I’ve planned a series of posts atPre-Raphaelite Sisterhood that focuses on Pre-Raphaelite paintings of Shakespeare’s works. I felt it fitting to begin with Walter Howell Deverell’s Twelfth Night, which also marks Lizzie Siddal’s first appearance on canvas: Pre-Raphaelites and Shakespeare: Twelfth Night
As mentioned in a previous post, I happily stumbled upon and purchased a set of Little Journeys in a local second-hand bookshop. I will be sharing the portions of the series that involve people related to the Pre-Raphaelites here at LizzieSiddal.com in PDF format.
Thank you to Cathy Baker of Gather Ye Rosebuds while ye may for bringing this to my attention.
Originally published in Manchester Guardian on 29 March 1904. William Michael Rossetti starts off with the intention of setting the record straight that John Ruskin did not “set Pre-Raphaelitism going”. Excerpt below, click here to read the entire article.
It is quite a mistake to suppose that Ruskin set Pre-Raphaelitism going. The Pre-Raphaelite Brotherhood was formed in the early autumn of 1848. I need only mention three of the members – Millais, Holman Hunt, and my brother, Dante Rossetti. I am sure neither Millais nor Rossetti had in 1848 any acquaintance with Ruskin’s books. Holman Hunt may perhaps have known something, but if there was one young man in the painting profession resolutely disposed to act upon his own perceptions and views, and not upon those of other people, that man was Holman Hunt.
Visit this page to see an image of The Germ, issue February 1850 (price one shilling)
Ten texts and images of The Germ at the Rossetti Archive ….. The Germ was the organ for disseminating the work and ideas of the initial Pre-Raphaelite circle….
Also, I’ve added a few links to the site map…
These lecture events are Birmingham based. For more information, please visit The Pre-Raphaelite Society. Membership information can be found here.
09 June 2007 (re-arranged from February 2007)
The MacDonald Sisters
Lecture to be given by Ina Taylor. Ina is a contemporary writer “ her bestselling publications include ˜The Edwardian Lady: the Story of Edith Holden, plus ˜Victorian Sisters. The lecture will consider the remarkable lives of the four MacDonald sisters, who were all connected through marriage, with distinguished men of the nineteenth century.
21 July 2007
Ernest Gimson: designer, architect and archetypal Arts and Crafts man
Mary Greensted, Curator at Cheltenham Museum and Art Gallery, will talk about Gimson’s involvement with the Arts and Crafts movement, his work across differing disciplines and the way in which his workshops were run.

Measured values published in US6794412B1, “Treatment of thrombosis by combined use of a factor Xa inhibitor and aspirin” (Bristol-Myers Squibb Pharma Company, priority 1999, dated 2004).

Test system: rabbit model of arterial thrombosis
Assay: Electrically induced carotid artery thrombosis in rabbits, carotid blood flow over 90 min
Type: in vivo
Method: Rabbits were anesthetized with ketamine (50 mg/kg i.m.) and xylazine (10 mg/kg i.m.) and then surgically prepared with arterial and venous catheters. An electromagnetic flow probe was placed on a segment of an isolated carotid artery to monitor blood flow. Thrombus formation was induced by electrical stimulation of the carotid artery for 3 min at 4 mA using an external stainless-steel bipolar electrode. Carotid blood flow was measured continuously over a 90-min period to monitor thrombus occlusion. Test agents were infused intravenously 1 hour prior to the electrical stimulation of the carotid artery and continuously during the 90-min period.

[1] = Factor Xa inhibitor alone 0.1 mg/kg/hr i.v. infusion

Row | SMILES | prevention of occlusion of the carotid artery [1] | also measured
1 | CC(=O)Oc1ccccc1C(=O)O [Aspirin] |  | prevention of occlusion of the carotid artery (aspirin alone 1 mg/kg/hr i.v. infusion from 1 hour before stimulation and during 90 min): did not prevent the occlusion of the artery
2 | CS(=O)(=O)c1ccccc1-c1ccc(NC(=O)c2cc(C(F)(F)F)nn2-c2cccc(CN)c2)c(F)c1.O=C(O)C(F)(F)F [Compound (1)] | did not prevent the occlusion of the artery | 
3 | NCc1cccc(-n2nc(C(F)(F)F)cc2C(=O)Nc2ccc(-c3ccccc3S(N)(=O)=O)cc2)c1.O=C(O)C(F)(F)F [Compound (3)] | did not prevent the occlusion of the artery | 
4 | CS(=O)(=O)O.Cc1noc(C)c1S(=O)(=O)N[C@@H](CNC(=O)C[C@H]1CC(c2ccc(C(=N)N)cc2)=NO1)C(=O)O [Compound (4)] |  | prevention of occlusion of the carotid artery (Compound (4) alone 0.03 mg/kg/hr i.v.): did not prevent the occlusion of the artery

20 October 2007
AGM and Founders Day Lecture
This year’s lecture will be given by Paul Barlow and is entitled ‘John Everett Millais, from Pre-Raphaelite to Aesthete to Realist’ Paul will look at new interpretations of Millais’ early work, and how his early achievements can provide an insight into the meaning of some of his most important and wrongly neglected later paintings.
The Pre-Raphaelite Brotherhood was started in 1848 by Dante Gabriel Rossetti, John Everett Millais and William Holman Hunt, as a reaction against what they saw as the stale, formula-driven art produced by the Royal Academy at the time. These artists believed that they justified both themselves and the name of their association by rejecting compositions characteristic of Raphael, adopted by his pupils and bound firmly into the traditions of painting. This brotherhood was intended to be a secret group, but the meaning of the PRB was leaked out, possibly by Rossetti. The movement was aided by John Ruskin in his lectures at Oxford (1870-79). By his influence, two young students of Merton College were led to follow the principles of Pre-Raphaelitism, William Morris and Edward Burne-Jones. Burne-Jones created pictures which readily translated themselves into tapestries and stained glass. Morris revolutionized decorating in Victorian England because of his work in industrial arts. The experiments of Morris in dyeing and weaving greatly advanced these crafts. His designs for textiles were carried through continental Europe, where they especially influenced Belgium and France, where the Pre-Raphaelite movement (modified and broadened) grew into l’Art Nouveau at the beginning of the 20th century and came to include all arts.
Subject matter: The majority of Pre Raphaelite works include literary themes including Shakespeare, Arthurian legend, Tennyson, and Keats. The Pre Raphaelites were romantics in the extreme, which shows through their lush and vivid paintings.
The Germ: Usually described as “The Pre Raphaelite Journal”, The Germ was published by Dante Gabriel Rossetti and other friends (and often included poetry contributed by his sister, Christina Rossetti). The Germ ran for only four issues and began in 1850, two years after the PRB was created.